DISCOVER Summer Traditions and Customs: China, the Philippines, and Indonesia
With the arrival of July, it has become the exciting festival season in Japan, with a variety of events taking place all over the country. In the rest of the world too, summer brings a diverse range of festivals and traditions.
On Monday, July 3, 2017, the cultural exchange event “DISCOVER Summer Traditions and Customs: China, the Philippines, and Indonesia” took place in the Self-Access Learning Lounge (SALL) at the Osaka Ibaraki Campus (OIC), with international students sharing about summer rituals in Asia in English. This event was planned by the international student support group Tutors for International Student Assembly (TISA) and the OIC International Center, with the goal of having international students reflect on their home countries. A total of roughly 30 Japanese and international students attended the event.
First, a student from China introduced the Chinese Ghost Festival, which takes place in the seventh month of the Chinese calendar. The aspect of respecting the ghosts of one’s ancestors is similar to the custom of Obon in Japan, when spirits are said to return to earth and families visit graves and make offerings to the deceased, but listeners learned that there is also a custom of burning special paper money in a memorial service to appease the ghosts of those who are not relations.
Next, a Filipino student presented about festivals that take place all over the Philippines. Because the majority of the country is Catholic, there are many festivals related to Christianity. The colorful masks and costumes, as well as the dance parades, of festivals such as the Sinulog festival, Moriones festival, and the Maskara festival left an impression on many listeners.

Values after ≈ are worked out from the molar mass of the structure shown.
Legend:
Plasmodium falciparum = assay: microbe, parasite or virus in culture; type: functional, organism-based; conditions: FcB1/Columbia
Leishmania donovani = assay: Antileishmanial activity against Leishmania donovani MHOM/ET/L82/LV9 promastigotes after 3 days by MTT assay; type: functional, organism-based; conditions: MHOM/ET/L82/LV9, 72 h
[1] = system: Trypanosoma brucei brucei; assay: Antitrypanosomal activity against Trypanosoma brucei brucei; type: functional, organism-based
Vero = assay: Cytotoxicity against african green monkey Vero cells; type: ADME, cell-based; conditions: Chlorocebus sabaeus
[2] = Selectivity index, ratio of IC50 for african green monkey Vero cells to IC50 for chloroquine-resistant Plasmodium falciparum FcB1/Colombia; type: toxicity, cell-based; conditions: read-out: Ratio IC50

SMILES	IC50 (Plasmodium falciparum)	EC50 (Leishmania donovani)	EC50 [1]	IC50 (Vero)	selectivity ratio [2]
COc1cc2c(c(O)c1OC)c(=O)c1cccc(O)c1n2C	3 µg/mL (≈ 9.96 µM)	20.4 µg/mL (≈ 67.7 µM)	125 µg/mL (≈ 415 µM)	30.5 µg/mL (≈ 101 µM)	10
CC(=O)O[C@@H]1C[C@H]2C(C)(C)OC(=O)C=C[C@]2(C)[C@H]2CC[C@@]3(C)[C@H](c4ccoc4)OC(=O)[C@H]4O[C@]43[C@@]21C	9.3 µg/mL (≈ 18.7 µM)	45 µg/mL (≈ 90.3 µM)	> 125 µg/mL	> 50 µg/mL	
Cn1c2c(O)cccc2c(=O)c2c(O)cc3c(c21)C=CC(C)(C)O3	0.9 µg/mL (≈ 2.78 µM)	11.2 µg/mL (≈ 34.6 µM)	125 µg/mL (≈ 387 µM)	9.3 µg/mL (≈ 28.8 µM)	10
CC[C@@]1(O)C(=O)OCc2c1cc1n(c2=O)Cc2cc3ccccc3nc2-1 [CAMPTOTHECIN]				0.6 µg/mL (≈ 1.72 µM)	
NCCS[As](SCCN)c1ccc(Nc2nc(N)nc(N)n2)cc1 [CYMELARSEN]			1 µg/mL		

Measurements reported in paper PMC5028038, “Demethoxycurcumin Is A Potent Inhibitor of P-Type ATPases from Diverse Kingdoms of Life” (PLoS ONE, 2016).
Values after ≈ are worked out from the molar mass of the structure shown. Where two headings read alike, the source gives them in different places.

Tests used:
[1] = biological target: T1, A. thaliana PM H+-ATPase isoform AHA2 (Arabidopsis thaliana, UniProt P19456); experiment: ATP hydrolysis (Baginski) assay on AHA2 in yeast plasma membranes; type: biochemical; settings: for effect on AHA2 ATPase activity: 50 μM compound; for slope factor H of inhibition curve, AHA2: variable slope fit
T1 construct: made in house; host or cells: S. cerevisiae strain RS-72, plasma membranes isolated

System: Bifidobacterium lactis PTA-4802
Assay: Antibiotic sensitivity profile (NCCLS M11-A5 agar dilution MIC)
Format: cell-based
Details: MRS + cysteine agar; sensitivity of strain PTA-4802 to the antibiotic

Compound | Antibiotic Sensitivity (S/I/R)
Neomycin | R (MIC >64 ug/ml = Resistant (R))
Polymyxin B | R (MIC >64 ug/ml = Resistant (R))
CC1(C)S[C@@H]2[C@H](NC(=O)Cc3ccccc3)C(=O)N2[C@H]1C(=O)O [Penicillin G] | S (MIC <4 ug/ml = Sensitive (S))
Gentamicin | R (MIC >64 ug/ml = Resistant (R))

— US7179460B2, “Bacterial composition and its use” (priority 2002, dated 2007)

Finally, students from Indonesia introduced festivals that take place in their country. After explaining that unlike the four seasons of Japan, Indonesia only has two seasons (rainy and dry), they introduced a range of festivals from the modern to the traditional, such as the Jakarta Fashion Festival and the cultural performance Sendratari Ramayana in Yogyakarta. They also introduced famous foods and tourist locations for several regions in Indonesia. During the question and answer period, there was an active discussion about the foods in Indonesia.
When asked about the experience, one of the presenters from Indonesia said that, “I was nervous at first, but it was fun to introduce my own country to people and persuade them to come to my country. When preparing the presentation, I was actually a bit shocked about how big my country is, because we have thousands of islands and most of them have one big festival annually that might be worth visiting. Hearing the other presentations really makes me want to visit each country to experience the festivals.”
Another student who attended the event showed how it was an opportunity to both learn about new cultures and reflect on one’s own country, saying “I wanted to learn about the culture of other countries, and I want to go visit all of them because of the introductions I heard. I also thought about the festivals and unique ways in my hometown.” She also added that, “The students from different countries were all very good at English, and it became good English practice for me. I will do more to continue improving my English in the future.”